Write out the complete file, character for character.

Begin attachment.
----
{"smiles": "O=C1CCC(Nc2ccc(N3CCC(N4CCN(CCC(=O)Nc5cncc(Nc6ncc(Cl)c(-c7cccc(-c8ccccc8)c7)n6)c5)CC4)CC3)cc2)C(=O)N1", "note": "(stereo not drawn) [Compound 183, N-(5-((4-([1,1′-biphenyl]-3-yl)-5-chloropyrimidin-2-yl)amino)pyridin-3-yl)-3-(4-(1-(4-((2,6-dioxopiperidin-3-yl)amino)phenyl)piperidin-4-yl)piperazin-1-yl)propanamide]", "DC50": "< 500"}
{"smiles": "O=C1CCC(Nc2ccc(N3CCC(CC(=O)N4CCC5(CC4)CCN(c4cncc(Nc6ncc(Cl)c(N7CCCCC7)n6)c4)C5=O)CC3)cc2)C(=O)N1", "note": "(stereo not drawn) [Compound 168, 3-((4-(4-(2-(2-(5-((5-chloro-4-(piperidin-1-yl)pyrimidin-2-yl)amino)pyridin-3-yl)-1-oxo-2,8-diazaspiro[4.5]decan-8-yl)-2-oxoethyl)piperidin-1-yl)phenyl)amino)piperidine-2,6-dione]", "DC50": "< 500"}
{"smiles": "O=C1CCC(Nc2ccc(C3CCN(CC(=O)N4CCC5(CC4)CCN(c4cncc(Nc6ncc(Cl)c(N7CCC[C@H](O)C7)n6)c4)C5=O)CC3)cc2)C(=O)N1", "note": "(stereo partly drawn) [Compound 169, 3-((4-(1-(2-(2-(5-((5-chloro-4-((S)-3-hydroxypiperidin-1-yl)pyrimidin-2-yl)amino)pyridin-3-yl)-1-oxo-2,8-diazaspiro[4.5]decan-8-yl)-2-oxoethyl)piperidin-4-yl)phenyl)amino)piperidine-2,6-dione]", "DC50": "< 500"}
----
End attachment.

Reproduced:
{"smiles": "O=C1CCC(Nc2ccc(N3CCC(N4CCN(CCC(=O)Nc5cncc(Nc6ncc(Cl)c(-c7cccc(-c8ccccc8)c7)n6)c5)CC4)CC3)cc2)C(=O)N1", "note": "(stereo not drawn) [Compound 183, N-(5-((4-([1,1′-biphenyl]-3-yl)-5-chloropyrimidin-2-yl)amino)pyridin-3-yl)-3-(4-(1-(4-((2,6-dioxopiperidin-3-yl)amino)phenyl)piperidin-4-yl)piperazin-1-yl)propanamide]", "DC50": "< 500"}
{"smiles": "O=C1CCC(Nc2ccc(N3CCC(CC(=O)N4CCC5(CC4)CCN(c4cncc(Nc6ncc(Cl)c(N7CCCCC7)n6)c4)C5=O)CC3)cc2)C(=O)N1", "note": "(stereo not drawn) [Compound 168, 3-((4-(4-(2-(2-(5-((5-chloro-4-(piperidin-1-yl)pyrimidin-2-yl)amino)pyridin-3-yl)-1-oxo-2,8-diazaspiro[4.5]decan-8-yl)-2-oxoethyl)piperidin-1-yl)phenyl)amino)piperidine-2,6-dione]", "DC50": "< 500"}
{"smiles": "O=C1CCC(Nc2ccc(C3CCN(CC(=O)N4CCC5(CC4)CCN(c4cncc(Nc6ncc(Cl)c(N7CCC[C@H](O)C7)n6)c4)C5=O)CC3)cc2)C(=O)N1", "note": "(stereo partly drawn) [Compound 169, 3-((4-(1-(2-(2-(5-((5-chloro-4-((S)-3-hydroxypiperidin-1-yl)pyrimidin-2-yl)amino)pyridin-3-yl)-1-oxo-2,8-diazaspiro[4.5]decan-8-yl)-2-oxoethyl)piperidin-4-yl)phenyl)amino)piperidine-2,6-dione]", "DC50": "< 500"}